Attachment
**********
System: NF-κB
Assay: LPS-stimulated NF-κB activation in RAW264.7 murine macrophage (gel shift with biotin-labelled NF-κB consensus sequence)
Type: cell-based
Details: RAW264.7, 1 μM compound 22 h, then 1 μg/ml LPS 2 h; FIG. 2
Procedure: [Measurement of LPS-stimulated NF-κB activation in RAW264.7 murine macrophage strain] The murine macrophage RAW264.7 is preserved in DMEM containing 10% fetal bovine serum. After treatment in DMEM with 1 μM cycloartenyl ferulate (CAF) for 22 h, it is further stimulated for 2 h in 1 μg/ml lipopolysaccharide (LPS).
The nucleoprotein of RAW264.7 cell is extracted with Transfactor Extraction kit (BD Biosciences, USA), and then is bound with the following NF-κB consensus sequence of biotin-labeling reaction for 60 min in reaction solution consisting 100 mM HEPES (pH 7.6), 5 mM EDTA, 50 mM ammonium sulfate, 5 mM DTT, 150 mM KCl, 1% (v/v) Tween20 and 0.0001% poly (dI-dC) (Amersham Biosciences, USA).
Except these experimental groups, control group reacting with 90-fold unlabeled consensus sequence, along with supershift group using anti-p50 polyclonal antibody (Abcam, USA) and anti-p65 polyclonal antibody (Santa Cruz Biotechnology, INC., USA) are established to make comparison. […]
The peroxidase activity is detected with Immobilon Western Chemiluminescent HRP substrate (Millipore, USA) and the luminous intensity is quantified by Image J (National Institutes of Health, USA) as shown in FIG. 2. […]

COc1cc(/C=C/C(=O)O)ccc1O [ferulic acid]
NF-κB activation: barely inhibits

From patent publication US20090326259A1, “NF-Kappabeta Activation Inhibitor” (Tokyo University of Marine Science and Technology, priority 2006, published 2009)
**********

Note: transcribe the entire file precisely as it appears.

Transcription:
System: NF-κB
Assay: LPS-stimulated NF-κB activation in RAW264.7 murine macrophage (gel shift with biotin-labelled NF-κB consensus sequence)
Type: cell-based
Details: RAW264.7, 1 μM compound 22 h, then 1 μg/ml LPS 2 h; FIG. 2
Procedure: [Measurement of LPS-stimulated NF-κB activation in RAW264.7 murine macrophage strain] The murine macrophage RAW264.7 is preserved in DMEM containing 10% fetal bovine serum. After treatment in DMEM with 1 μM cycloartenyl ferulate (CAF) for 22 h, it is further stimulated for 2 h in 1 μg/ml lipopolysaccharide (LPS).
The nucleoprotein of RAW264.7 cell is extracted with Transfactor Extraction kit (BD Biosciences, USA), and then is bound with the following NF-κB consensus sequence of biotin-labeling reaction for 60 min in reaction solution consisting 100 mM HEPES (pH 7.6), 5 mM EDTA, 50 mM ammonium sulfate, 5 mM DTT, 150 mM KCl, 1% (v/v) Tween20 and 0.0001% poly (dI-dC) (Amersham Biosciences, USA).
Except these experimental groups, control group reacting with 90-fold unlabeled consensus sequence, along with supershift group using anti-p50 polyclonal antibody (Abcam, USA) and anti-p65 polyclonal antibody (Santa Cruz Biotechnology, INC., USA) are established to make comparison. […]
The peroxidase activity is detected with Immobilon Western Chemiluminescent HRP substrate (Millipore, USA) and the luminous intensity is quantified by Image J (National Institutes of Health, USA) as shown in FIG. 2. […]

COc1cc(/C=C/C(=O)O)ccc1O [ferulic acid]
NF-κB activation: barely inhibits

From patent publication US20090326259A1, “NF-Kappabeta Activation Inhibitor” (Tokyo University of Marine Science and Technology, priority 2006, published 2009)